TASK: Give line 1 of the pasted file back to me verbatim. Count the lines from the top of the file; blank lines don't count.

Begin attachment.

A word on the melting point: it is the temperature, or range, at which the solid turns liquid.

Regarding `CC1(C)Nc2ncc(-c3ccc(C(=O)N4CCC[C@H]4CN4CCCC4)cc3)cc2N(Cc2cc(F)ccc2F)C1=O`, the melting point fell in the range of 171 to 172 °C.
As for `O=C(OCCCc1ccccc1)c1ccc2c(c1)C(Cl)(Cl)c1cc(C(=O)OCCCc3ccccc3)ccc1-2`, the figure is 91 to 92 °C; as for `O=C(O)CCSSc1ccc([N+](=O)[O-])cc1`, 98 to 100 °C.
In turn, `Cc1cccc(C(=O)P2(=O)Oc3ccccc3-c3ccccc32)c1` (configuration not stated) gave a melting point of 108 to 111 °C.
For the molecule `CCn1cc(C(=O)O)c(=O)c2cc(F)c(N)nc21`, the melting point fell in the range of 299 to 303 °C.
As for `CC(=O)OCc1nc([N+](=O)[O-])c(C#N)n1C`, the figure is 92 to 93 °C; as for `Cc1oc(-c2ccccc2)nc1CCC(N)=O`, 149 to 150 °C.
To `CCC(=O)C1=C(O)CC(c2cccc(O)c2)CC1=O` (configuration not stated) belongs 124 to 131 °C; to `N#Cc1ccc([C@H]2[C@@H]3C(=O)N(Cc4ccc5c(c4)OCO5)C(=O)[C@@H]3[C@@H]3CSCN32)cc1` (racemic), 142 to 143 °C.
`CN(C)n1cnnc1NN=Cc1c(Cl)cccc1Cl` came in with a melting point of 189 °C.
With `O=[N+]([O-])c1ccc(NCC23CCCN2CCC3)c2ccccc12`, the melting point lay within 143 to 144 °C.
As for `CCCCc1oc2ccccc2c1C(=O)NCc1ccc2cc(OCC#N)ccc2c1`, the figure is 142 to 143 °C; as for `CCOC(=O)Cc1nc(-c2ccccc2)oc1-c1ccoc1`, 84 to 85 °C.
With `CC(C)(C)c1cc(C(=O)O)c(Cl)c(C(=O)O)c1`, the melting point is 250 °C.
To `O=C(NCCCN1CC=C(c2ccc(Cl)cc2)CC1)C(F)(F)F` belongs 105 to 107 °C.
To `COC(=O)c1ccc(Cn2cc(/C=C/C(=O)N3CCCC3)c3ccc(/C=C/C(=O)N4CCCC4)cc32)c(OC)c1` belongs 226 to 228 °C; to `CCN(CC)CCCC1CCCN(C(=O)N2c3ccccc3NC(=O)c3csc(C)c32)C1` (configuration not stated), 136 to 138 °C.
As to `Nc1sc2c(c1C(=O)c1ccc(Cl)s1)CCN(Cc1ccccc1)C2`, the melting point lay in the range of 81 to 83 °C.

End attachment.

A word on the melting point: it is the temperature, or range, at which the solid turns liquid.